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I have a very special scenario, and I'm trying to add functionality to "list"...

#include <list>

template <typename T>
class ShortList : public std::list<T> {
  private:
    unsigned short max_items;

  public:
    // Getter and setter methods
    unsigned short getMaxItems (void) {
        return this.max_items;
    }
    void setMaxItems (unsigned short max_items) {
        this.max_items = max_items;
        return;
    }

    // Work methods
    void insertItemSorted (T item) {
        std::list<T>::iterator i, e = this.short_list.end();

        // Insertion sort O(n*max_items)
        for ( i = this.short_list.begin() ; i != e ; ++i ) {
            // Insert if smaller
            if ( item.getDiff() < (*i).getDiff() ) {
                this.short_list.insert(i, item);
                // Restrict list size to max items
                if ( this.short_list.size() > this.max_items ) {
                    this.short_list.erase(this.short_list.end());
                }
            }
        }
        return;
    }
}

I can't understand what I'm doing wrong here. Here are my compile errors...

ShortList.cpp: In member function 'int ShortList<T>::insertItemSorted(T)':
ShortList.cpp:21: error: expected `;' before 'i'
ShortList.cpp:24: error: 'i' was not declared in this scope
ShortList.cpp:24: error: 'e' was not declared in this scope
ShortList.cpp: At global scope:
ShortList.cpp:35: error: expected unqualified-id at end of input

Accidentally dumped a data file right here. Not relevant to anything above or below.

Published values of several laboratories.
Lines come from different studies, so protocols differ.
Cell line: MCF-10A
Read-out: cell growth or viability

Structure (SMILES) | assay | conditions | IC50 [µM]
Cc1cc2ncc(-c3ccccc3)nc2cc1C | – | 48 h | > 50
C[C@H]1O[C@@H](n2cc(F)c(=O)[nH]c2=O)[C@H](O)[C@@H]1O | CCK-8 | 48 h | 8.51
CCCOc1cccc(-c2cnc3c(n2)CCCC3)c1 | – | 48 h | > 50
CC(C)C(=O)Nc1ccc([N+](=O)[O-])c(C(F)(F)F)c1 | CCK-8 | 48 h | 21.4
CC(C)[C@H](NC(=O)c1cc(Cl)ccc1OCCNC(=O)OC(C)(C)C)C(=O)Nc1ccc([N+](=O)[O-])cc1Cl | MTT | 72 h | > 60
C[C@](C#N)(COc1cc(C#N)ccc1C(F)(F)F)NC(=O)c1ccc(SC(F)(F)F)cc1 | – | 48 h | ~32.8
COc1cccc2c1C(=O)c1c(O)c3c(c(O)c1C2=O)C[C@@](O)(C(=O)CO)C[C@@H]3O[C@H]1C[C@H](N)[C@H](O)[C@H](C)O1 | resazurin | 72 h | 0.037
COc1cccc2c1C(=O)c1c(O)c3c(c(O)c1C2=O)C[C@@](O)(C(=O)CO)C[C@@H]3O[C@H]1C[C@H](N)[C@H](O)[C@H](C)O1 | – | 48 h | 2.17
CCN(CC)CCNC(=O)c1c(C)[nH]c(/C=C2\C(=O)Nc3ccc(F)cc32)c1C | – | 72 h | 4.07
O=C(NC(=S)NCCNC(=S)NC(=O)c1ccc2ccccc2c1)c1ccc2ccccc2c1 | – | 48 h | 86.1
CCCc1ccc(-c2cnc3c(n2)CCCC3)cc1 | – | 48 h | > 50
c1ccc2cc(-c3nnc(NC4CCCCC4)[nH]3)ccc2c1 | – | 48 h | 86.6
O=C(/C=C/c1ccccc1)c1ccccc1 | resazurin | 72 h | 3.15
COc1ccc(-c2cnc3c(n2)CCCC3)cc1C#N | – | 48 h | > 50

I feel as though I'm following a C++ tutorial to the letter. Can anyone explain where I've gone wrong? I know it's poor form to extend the functionality of a STL container, but this a is purely a scholarly pursuit.

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1  
It's not just "poor form" to inherit from STL containers, it's a terrifically bad idea because they are not designed for it. For starters, many of them do not have virtual destructors. –  Cody Gray Feb 3 '12 at 5:12
    
You should implement a wrapper for std::list instead. –  twsaef Feb 3 '12 at 5:15
    
@CodyGray, does it mean that if any class doesn't have virtual function/destructor should never get publicly derived ? Apart from your comment, many a times I have come across this matter that STL containers should never get derived. I feel that, it's an unnecessary fear. If someone wants to extend them for functionality extension, there shouldn't be any problem –  iammilind Feb 3 '12 at 5:23
    
@iam: No, not necessarily. But it is certainly a concern, and that's only the tip of the iceberg. In general, you should only inherit from types that have been specifically designed to be inherited from. I went looking for questions about this, as there are lots of good answers already, but I find you already asked one. –  Cody Gray Feb 3 '12 at 5:26
    

1 Answer 1

up vote 4 down vote accepted

I think the immediate cause of your error is that you need typename:

typename std::list<T>::iterator i, e = this.short_list.end();

... because the compiler doesn't realize that iterator is a type yet.

But you really don't want to derive from std::list, and you don't want to write your own sort.

share|improve this answer
1  
I just need a specialized list for a very specific, short-term problem, otherwise I would never do this. –  Zak Feb 3 '12 at 5:17
    
The typename keyword worked, now I still have the problem... ShortList.cpp:36: error: expected unqualified-id at end of input –  Zak Feb 3 '12 at 5:20
2  
@Zak: I think you're missing a semicolon on the end of your class declaration. –  Fred Larson Feb 3 '12 at 5:23
1  
Thanks @Fred Larson! You nailed it. I'll delete it when I'm finished (so no one's head explodes). Like I said, it's just for some testing! Thanks again everyone for your input! Z@K! –  Zak Feb 3 '12 at 5:26

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